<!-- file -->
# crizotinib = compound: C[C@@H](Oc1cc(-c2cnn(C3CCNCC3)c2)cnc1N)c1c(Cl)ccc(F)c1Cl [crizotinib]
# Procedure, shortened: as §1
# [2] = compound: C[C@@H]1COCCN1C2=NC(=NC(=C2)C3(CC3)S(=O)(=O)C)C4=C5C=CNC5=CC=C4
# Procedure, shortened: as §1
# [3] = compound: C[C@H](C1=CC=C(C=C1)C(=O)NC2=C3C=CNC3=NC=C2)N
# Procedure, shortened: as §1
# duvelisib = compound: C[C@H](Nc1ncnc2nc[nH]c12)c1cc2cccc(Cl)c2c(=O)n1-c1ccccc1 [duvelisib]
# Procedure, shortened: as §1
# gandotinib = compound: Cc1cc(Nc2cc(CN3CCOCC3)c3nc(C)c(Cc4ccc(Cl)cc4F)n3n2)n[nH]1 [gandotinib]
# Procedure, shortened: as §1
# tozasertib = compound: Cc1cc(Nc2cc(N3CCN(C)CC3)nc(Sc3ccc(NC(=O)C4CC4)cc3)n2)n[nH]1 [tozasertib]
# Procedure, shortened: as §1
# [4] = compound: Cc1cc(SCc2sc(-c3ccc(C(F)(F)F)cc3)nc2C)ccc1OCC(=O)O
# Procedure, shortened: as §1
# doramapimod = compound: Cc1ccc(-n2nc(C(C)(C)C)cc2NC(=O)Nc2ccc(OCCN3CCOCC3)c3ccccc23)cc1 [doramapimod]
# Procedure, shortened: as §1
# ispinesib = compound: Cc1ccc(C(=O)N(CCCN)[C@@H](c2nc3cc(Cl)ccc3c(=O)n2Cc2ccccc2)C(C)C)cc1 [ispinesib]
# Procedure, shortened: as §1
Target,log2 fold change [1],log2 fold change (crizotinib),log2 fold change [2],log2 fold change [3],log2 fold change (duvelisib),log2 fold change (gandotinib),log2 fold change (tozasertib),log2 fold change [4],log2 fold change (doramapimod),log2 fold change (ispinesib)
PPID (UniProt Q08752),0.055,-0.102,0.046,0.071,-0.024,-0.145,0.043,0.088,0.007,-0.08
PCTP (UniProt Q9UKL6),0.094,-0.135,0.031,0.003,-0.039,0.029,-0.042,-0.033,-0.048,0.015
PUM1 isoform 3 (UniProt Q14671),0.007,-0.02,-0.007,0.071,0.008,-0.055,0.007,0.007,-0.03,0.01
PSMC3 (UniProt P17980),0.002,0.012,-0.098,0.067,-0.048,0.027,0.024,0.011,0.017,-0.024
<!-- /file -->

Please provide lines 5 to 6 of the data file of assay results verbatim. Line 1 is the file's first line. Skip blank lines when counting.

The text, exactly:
# [3] = compound: C[C@H](C1=CC=C(C=C1)C(=O)NC2=C3C=CNC3=NC=C2)N
# Procedure, shortened: as §1